A recent problem with our engine while in the middle of the shallowest and most coral-ridden areas in the Bahamas, forced us to sail without the help or convenience of our iron topsail. The problem has long since been resolved but this episode made us think and re-evaluate the way we sail.
After we got over the initial shock, as we still didn’t know what was wrong with the engine, we started to relax and actually enjoy ourselves. We were a sailing boat after all and we still had our sails. But did we have the skills required to move our home seamlessly and safely without incident? It was a question that was soon to be answered.
We had been relying on our engine more than was necessary and a lot more than we used to when first we started cruising over ten years ago. We had become complacent but we are, by nature, cautious and safe sailors and never sail into channels or through cuts or tight anchorages without first having our sheets and lines ready to go or our mainsail prepared if it wasn’t already set. We had, however, become lazy and all too often reached for the engine key instead of a halyard or sheet.
This period of enforced sailing was a valuable lesson, a timely reminder that sailing skills should be honed and nurtured. Of course, the whole sailing without an engine thing is a controversial subject with heated opinions from both sides. This is not an argument for or against having an engine on board. But even with today’s modern engines and good maintenance it is still possible for an engine to fail. Lin Pardey calls it ‘sail insurance’.
There is no denying that at first we were fairly anxious, not only over what was wrong with the engine but over how we would deal with strong weather fronts or maneuvering in tight quarters. As the days without using our engine passed into weeks we began to operate better as a team; setting sail then weighing anchor to leave an anchorage, and reversing the procedure as we arrived. We would anchor at the back of the fleet to give us more room, backing the staysail to dig the anchor in. Always planning and watching the weather, winds and tides, studying the charts more carefully than ever—making sure the chart recommended good holding and offered good protection from whatever wind direction was forecast. Planning so carefully, for if there is anything more frustrating than too much wind, it is too little. As we found when it took us 11 hours to travel just 17 miles, what wind there was being sucked away by the many squalls, our sails limp, the boat carried only by current. In conditions such as these, it pays to know your boat – how well she sails to the various wind angles and strengths.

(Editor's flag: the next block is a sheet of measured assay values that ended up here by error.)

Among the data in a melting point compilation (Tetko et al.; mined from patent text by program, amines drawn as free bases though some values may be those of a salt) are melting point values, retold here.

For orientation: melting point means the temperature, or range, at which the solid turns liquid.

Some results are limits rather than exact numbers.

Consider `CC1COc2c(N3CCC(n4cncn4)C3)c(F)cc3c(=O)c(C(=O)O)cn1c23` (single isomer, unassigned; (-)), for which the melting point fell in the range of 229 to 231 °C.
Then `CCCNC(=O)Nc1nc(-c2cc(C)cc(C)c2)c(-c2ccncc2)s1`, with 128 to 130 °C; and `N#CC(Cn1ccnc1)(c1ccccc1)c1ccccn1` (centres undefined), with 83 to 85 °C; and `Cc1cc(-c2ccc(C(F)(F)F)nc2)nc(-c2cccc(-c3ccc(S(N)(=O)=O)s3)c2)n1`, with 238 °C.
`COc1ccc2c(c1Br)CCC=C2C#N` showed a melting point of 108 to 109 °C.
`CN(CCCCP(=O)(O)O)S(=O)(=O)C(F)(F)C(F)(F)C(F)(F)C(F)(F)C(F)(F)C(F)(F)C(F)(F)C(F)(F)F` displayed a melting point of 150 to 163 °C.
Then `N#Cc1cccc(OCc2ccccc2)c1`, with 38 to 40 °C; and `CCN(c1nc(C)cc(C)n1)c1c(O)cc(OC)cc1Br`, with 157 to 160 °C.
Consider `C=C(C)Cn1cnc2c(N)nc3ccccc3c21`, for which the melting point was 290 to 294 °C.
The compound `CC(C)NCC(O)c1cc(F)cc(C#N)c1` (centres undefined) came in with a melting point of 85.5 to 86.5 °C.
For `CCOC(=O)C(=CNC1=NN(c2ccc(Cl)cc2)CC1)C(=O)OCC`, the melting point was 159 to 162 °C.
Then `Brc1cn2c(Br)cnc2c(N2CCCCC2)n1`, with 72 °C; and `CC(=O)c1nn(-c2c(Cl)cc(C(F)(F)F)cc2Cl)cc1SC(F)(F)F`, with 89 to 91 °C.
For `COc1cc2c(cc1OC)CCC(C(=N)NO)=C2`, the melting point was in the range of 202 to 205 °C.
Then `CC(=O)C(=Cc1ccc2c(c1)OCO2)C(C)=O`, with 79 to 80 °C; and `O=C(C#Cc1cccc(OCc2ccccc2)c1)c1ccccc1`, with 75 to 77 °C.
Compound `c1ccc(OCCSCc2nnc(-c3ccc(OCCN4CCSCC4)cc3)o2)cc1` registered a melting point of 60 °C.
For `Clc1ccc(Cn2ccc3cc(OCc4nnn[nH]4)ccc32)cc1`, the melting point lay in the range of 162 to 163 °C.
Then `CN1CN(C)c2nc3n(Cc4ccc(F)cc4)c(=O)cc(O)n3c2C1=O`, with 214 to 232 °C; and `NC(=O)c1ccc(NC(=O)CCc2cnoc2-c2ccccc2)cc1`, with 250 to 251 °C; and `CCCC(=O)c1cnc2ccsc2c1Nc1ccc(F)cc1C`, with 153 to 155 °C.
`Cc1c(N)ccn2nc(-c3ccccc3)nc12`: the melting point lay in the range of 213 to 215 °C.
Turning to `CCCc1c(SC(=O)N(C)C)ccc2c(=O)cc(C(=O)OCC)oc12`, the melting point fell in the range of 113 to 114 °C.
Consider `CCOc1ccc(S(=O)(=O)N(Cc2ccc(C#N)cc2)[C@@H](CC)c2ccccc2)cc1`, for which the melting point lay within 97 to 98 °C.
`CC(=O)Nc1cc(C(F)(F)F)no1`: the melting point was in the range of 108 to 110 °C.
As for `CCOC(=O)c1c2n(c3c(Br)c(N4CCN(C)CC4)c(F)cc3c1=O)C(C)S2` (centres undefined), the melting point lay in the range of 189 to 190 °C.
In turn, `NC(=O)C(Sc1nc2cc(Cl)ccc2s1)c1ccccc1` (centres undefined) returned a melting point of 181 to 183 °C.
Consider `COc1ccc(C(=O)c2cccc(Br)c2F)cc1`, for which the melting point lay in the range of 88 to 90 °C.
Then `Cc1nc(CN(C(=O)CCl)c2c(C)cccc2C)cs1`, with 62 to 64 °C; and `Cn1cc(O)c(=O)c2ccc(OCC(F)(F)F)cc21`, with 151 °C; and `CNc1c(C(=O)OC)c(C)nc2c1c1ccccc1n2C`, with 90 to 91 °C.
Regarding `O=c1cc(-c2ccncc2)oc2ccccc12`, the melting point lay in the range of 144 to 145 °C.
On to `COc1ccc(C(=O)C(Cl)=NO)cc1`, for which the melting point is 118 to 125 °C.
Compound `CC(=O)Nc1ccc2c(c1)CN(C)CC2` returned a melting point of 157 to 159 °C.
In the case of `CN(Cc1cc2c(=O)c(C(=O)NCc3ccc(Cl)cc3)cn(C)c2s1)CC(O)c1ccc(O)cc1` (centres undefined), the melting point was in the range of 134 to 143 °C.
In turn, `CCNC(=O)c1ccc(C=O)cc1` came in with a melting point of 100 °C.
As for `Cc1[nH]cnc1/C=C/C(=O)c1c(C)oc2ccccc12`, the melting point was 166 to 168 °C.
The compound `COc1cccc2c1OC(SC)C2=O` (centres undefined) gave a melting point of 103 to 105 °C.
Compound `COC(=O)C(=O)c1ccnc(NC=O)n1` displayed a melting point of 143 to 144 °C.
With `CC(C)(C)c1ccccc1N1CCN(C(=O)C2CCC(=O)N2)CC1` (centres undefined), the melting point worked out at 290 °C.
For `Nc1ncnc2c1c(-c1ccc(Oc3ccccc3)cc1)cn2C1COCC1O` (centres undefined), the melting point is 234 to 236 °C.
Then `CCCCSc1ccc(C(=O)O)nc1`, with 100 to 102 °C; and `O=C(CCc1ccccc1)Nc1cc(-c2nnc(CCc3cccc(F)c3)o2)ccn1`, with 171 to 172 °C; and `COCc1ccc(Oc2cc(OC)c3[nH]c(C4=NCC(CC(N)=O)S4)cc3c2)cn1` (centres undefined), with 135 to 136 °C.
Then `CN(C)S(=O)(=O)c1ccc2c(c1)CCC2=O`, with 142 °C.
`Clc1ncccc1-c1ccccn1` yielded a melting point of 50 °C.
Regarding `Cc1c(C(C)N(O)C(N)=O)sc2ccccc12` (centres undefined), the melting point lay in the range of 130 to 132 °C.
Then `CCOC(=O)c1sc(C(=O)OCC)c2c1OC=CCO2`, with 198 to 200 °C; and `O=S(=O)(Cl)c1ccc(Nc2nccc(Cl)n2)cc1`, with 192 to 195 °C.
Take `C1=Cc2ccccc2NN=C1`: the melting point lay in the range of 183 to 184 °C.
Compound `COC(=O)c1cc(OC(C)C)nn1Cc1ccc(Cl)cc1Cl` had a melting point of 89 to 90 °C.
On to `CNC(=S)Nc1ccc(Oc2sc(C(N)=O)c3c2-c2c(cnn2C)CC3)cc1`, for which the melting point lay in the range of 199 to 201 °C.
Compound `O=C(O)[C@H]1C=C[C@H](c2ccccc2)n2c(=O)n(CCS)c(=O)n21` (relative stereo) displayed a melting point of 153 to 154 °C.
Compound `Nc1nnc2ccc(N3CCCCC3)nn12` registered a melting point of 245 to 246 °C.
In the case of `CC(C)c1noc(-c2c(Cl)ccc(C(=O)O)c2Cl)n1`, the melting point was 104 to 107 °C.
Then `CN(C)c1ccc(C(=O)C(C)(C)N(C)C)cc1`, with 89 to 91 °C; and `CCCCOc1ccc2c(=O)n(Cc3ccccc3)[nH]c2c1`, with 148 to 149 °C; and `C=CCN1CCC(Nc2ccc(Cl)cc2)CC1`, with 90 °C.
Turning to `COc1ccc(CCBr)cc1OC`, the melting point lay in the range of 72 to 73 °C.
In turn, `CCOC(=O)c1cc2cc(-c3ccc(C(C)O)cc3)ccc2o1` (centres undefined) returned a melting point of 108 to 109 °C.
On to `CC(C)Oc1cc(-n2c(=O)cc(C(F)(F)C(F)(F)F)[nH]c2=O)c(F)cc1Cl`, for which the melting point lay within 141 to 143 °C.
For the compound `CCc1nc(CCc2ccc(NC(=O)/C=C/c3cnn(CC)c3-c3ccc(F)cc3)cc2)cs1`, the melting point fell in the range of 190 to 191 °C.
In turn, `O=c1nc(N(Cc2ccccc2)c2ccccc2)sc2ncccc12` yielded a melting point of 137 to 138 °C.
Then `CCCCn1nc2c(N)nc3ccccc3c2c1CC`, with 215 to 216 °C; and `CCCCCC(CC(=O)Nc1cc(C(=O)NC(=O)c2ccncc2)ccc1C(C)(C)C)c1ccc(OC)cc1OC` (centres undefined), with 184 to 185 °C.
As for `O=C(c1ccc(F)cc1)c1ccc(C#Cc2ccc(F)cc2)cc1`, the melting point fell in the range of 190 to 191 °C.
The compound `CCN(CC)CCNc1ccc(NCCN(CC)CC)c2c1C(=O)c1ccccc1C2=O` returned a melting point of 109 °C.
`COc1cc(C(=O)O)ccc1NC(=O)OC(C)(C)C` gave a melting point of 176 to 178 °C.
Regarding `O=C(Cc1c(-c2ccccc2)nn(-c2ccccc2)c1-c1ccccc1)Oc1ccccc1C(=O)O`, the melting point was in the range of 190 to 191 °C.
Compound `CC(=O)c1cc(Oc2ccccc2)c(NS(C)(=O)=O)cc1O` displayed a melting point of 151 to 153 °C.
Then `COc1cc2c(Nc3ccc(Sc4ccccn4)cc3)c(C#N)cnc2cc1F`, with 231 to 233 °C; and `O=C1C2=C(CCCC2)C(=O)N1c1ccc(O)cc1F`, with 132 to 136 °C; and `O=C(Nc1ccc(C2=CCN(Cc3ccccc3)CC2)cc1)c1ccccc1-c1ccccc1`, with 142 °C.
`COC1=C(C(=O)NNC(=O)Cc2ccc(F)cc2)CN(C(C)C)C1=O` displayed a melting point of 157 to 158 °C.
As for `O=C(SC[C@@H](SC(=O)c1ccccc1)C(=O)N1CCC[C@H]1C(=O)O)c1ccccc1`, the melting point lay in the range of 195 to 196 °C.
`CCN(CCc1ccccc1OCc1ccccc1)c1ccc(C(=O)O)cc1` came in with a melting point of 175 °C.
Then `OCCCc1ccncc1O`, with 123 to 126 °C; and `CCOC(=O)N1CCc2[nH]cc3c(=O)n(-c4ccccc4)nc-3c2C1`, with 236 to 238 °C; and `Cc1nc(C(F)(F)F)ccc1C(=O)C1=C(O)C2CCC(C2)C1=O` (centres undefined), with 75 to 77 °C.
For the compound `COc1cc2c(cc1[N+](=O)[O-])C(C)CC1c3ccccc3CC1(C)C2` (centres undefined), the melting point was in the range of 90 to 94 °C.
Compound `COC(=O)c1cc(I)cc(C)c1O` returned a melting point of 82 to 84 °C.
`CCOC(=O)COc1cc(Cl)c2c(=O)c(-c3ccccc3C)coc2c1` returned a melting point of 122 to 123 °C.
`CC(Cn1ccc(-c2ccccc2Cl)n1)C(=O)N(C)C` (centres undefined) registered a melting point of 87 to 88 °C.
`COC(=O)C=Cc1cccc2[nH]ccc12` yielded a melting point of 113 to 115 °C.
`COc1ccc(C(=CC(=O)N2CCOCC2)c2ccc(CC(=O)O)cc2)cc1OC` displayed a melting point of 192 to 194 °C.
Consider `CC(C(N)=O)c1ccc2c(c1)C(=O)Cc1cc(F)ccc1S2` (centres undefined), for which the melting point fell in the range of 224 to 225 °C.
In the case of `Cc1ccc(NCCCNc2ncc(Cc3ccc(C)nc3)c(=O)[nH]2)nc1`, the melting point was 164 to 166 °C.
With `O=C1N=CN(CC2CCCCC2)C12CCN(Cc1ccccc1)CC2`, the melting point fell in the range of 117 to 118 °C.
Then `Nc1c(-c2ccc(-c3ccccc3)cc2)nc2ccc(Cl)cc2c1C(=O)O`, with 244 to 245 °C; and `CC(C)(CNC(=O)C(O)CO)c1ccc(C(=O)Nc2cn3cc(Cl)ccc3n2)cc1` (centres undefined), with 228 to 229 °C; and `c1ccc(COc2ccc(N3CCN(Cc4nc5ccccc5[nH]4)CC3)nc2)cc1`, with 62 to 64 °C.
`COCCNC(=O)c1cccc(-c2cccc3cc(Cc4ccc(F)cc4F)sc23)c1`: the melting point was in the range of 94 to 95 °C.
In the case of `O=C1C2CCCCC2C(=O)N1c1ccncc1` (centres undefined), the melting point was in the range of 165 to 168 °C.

Planning our journey from the banks and out through a cut into the ocean to coincide with a slack tide and a beam wind; we tacked up the approach, keeping to the windward side to give us a margin of a safety. Once out in the open ocean, and with a little more sail up than we would have usually set, we enjoyed one of our best ever sails.
We are never going to be the Pardeys or the Don Streets of this world; we enjoy having an engine onboard. But losing the engine albeit temporarily turned into an incredibly rewarding and enjoyable experience. People commented on how wonderful it was to see a boat anchor under sail. It has made us think about how we use our boat; about how we put our boat away after a sail; that if we have any concerns with the engine or if inclement weather is forecast, the mainsail would be ready to go, perhaps already reefed, and with halyard attached. We may not be purists but we will keep improving our sailing skills and will always be thinking: What would we do now if the engine failed?
Rosie and her husband Sim Hoggarth on yacht Wandering Star have cruised the Caribbean and North America fulltime for nine years. Visit their blog: www.yachtwanderingstar.com